It seems clear that the President plans to approach energy legislation using the same tactics he used in the health care debate.  That is, as a "community organizer," setting the framework, making suggestions, advocating positions, but leaving the hard-knuckle implementation to Congress.  And why not?  Although the health care debate was bruising, in the end, Congress did produce.  But with toxic black spew gushing into the Gulf, reminding us of the urgency, President Obama seems detached.

All in all, I'd have to say the speech did not inspire confidence. The President's remarks left me vaguely disappointed, and very sorry.  Disappointed, because the President seems reluctant and uncertain.  Sorry, because I can't summon enough faith in, or respect for, my countrymen to believe that we can pull together.  Not even in the face of this disaster


Tuesday, June 15, 2010

Musing on the rain and other stuff


I’ve lived in this climate, off and on, for over 20 years, and I can’t say I mind the rain.  It is cleansing and reassuring, and the days are long enough now that when the sun sets below the cloud line you get to see the bellies of the clouds lit from below and it is beautiful and reminds you of that thing beyond all understanding that brings tears to your eyes, just because it is so beautiful and irrefutable.  And you just know that you’re a part of it; a tiny, essential part of this whole thing, and that it is you, and you are it.  But no, you aren’t really, because it is so much bigger than that; so much bigger than this corporeal form that extends to the ends of your fingernails.  It is better to say that you are only a part of it:  essential, fully-integrated, and infinitesimally small.

This idea of oneness is a source of reassurance.  When you can know, even just for a second, that all those terrible things and those beautiful things and those insanities that are all around you, are all just a part of it…well, then you have something.  There are so many faiths that have grasped at this concept:  Catholicism and Hinduism and Islam.  But, being a human, I have to place my template on this truth, this concept of oneness and I have to turn my face up to the lit underbellies of the clouds in the late spring and mouth the word “Why?”  Yet, somewhere in my self I know that it is a meaningless question.

As I understand it, if one believes in karma, truly believes in it, the way one believes in one’s mother, or the sun, or the barrel of the gun pointed in one’s face, there is no reason whatsoever, to ever believe that anything can go wrong, there is no reason to be afraid.  There is no need for despair; it’s irrelevant.  And joy, though it is still available, is tempered somewhat , mellowed like the mind of a man that has one more beer than he normally would of an evening.  Joy comes in the sanguine knowledge that everything comes around, always and forever.

I feel my own personal development, emotionally, intellectually, spiritually, has brought me to believe in karma.  Or my version of karma; I’m certainly no Hindu holy man, no Buddhist monk.  My interpretation of karma leads me to believe in the inevitability of things, the ultimate (incomprehensible) justice of the One.  And, frankly, that belief has carried me through some raging tempests.

But, with regard to writing, every once-in-a-while, you get one of those fits of…something…I don’t know…call it inspiration, and the words just flow through your fingers and out through your pen and flow right onto the paper, as if there were channels cut in its surface because the nib of the pen just follows them and the words just come out.  And then, you look back later, with your red pen in hand, but you can’t bring yourself to mark any of it, because, maybe it’s not perfect, but it is exactly what it should be, and it truly reflects where you were at the moment you put your hand down and followed the invisible channels on the face of the page.  Those are the best ones.  The frequency of their birth seems to be in direct correlation to the amount of time you spend writing.  And you might write ten pieces of schlock, and then you get one of those good ones.  And, I suppose that’s why you keep doing it.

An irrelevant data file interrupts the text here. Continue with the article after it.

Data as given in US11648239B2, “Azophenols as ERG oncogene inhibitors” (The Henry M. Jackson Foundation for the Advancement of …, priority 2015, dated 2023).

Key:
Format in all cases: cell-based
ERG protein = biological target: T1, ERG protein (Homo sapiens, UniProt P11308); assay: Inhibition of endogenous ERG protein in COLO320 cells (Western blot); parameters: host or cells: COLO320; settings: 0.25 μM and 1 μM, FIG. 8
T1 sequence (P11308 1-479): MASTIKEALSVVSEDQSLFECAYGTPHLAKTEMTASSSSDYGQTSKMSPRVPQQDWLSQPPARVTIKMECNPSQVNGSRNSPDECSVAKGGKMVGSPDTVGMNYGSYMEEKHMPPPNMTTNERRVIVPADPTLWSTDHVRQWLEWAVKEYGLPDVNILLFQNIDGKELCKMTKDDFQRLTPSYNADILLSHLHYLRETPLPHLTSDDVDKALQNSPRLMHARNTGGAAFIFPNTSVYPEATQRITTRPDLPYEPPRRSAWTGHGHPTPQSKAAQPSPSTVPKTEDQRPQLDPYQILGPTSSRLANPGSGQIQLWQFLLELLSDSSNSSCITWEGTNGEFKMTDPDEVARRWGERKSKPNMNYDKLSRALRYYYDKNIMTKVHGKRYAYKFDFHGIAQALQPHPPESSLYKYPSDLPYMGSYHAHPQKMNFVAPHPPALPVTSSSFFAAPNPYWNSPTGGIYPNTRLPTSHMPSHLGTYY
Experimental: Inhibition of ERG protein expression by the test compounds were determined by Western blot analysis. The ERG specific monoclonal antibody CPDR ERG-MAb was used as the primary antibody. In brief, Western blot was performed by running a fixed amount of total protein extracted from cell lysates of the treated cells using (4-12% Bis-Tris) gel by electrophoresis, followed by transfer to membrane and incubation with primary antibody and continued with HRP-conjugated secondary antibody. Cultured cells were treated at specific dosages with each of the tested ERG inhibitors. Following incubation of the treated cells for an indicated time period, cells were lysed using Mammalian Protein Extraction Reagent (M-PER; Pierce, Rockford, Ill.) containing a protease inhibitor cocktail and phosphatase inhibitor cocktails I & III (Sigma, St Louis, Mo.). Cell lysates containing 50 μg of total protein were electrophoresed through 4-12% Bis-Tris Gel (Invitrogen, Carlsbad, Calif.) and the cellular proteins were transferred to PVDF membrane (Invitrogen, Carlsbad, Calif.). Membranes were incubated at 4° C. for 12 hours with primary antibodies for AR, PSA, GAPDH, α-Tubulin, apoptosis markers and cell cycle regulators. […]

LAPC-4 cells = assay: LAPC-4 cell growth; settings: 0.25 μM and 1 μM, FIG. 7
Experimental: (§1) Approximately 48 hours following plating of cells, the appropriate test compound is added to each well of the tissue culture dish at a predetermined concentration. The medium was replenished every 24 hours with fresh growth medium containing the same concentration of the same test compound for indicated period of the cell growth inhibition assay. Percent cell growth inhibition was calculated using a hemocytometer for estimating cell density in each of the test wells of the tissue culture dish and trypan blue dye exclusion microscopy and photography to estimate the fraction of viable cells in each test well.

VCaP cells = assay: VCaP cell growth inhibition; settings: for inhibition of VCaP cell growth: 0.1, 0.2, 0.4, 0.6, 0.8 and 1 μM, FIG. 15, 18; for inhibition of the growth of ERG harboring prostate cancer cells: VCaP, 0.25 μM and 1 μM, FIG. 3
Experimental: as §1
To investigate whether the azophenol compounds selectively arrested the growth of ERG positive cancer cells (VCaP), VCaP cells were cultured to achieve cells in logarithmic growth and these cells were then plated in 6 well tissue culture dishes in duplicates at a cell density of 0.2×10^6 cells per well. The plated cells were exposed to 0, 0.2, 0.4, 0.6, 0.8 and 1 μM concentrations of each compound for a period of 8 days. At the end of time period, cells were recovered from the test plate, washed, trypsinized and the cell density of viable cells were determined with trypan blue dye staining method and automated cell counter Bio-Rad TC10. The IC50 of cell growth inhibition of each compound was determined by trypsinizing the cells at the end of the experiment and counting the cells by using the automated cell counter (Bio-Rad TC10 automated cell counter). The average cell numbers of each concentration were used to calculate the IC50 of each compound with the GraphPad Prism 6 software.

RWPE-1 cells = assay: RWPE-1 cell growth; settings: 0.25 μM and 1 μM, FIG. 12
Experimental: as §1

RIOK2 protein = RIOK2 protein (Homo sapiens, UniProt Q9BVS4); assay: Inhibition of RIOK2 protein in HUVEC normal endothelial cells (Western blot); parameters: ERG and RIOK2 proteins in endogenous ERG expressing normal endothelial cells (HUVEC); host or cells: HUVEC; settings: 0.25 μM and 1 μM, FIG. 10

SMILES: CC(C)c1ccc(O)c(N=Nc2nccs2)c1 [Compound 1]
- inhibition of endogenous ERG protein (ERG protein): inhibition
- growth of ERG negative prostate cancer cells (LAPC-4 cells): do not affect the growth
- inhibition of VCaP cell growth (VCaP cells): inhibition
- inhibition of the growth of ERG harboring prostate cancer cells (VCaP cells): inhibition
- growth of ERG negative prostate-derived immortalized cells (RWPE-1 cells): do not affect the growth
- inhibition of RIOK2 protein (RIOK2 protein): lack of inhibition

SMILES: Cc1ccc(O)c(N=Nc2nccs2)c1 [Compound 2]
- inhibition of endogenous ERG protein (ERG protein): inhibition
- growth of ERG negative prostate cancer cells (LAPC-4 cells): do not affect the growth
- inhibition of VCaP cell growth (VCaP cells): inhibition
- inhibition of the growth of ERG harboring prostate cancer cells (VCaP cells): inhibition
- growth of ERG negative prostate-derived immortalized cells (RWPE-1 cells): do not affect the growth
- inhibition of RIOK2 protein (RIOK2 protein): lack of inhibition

Monday, June 14, 2010

What about Bertram?

All's Well that Ends Well
Epilogue (revised)

Scene:  Rosillion, before the Keep
Enter Parolles, in fool's garments

Parolles
And so our tale is ended,
It's parts played out,
It's drums and heralds quieted;

And yet, for my part, I would part with one more gift,
Ere I bid you all adieu;
For my fear is that, of the truths imparted in our tale,
There is one that may pass unnoticed,
As the merest of Morpheus’ notions that fly fleetingly through Nocturne’s domain;

Note ye: the tale now imparted,
A fool hath been exposed,
And another concealed.

The former, being myself;
Brought low as befits my behaviors, demeanor, and general character.
No grudge have I for this naming;
Have not my deeds precluded an alternate?

If one is to behave as a boor,
One will be named such.
Indeed! No complaint may I,
A rascal, and base villain,
Hold ‘gainst those that name me so.

Yet, what of the other fool?
What of he whose base behavior hath showed him no more than I,
Though his blood be of a higher stature as befits his noble lineage?

In truth, I name none, other than Bertram himself!

In his particulars, how doth he differ from foolish Parolles?
Note ye how he may feign love for a woman,
That he may enjoy the picking of her womanly bloom,
And yet discard her, as a wilted rose, when he hath done?
Or that he may hold his blood as sacrosanct;
As if its properties alone do raise him above the good heart of a sainted commoner,
Though he be little more than a scurrilous cur?

But, soft!

Enter Bertram and Helen, above.  They embrace, as lovers.

Parolles [aside]: 
In truth, I pity him,
Held as he e’er shall be
In a life that he both deserveth and deserveth not;

Enslaved, through the honor of his blood and dignities,
To a woman for whom he would feign love,
Though he despise her.

For which among mortal men can so quickly change his mien